My mother is in jail for a DWI with a child and resisting arrest, do we get a bailsbond or hire an attorney and do a PR Bond?

UPDATED: May 28, 2011

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My mother is in jail for a DWI with a child and resisting arrest, do we get a bailsbond or hire an attorney and do a PR Bond?

We can pay the bails bond but we still need an attorney so do you recommend just hiring a DUI or criminal law attorney and getting a PR bond? Also, will she qualify for a PR bond? This is her first offense; her record was clean before. In Cameron County, TX.

Asked on May 28, 2011 under Criminal Law, Texas


M.S., Member, Connecticut Bar / FreeAdvice Contributing Attorney

Answered 11 years ago | Contributor

In my opinion, when having to choose between getting an attorney or paying a bond, the better choice, in the long run, is hiring an attorney.  If its an either/or situation, paying the bond might be better in the short run, but will probably lead to a less favorable resolution of the charges, which will lead to more time in the long run.  On the other hand, if you hire an attorney the attorney will be able to argue for a lower bond (or a promise to appear) and then give her the best opportunity to obtain the most favorable resolution of the charges that leads to the least amount of incarceration.  Furthermore, in the worst case scenario, the time that she is incarcerated on bond will be attributed to the time that she receives pursuant to a sentence -- in other words, even if she is found guilty with an attorney, but the time the case is resolved she will likely be released for time served.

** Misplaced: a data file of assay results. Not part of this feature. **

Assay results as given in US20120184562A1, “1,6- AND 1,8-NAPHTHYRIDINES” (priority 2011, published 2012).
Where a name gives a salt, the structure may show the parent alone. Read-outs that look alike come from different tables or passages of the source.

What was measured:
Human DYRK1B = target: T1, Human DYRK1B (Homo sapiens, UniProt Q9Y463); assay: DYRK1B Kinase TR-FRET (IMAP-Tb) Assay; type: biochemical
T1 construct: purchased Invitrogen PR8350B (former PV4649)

IMPORTANT NOTICE: The Answer(s) provided above are for general information only. The attorney providing the answer was not serving as the attorney for the person submitting the question or in any attorney-client relationship with such person. Laws may vary from state to state, and sometimes change. Tiny variations in the facts, or a fact not set forth in a question, often can change a legal outcome or an attorney's conclusion. Although has verified the attorney was admitted to practice law in at least one jurisdiction, he or she may not be authorized to practice law in the jurisdiction referred to in the question, nor is he or she necessarily experienced in the area of the law involved. Unlike the information in the Answer(s) above, upon which you should NOT rely, for personal advice you can rely upon we suggest you retain an attorney to represent you.

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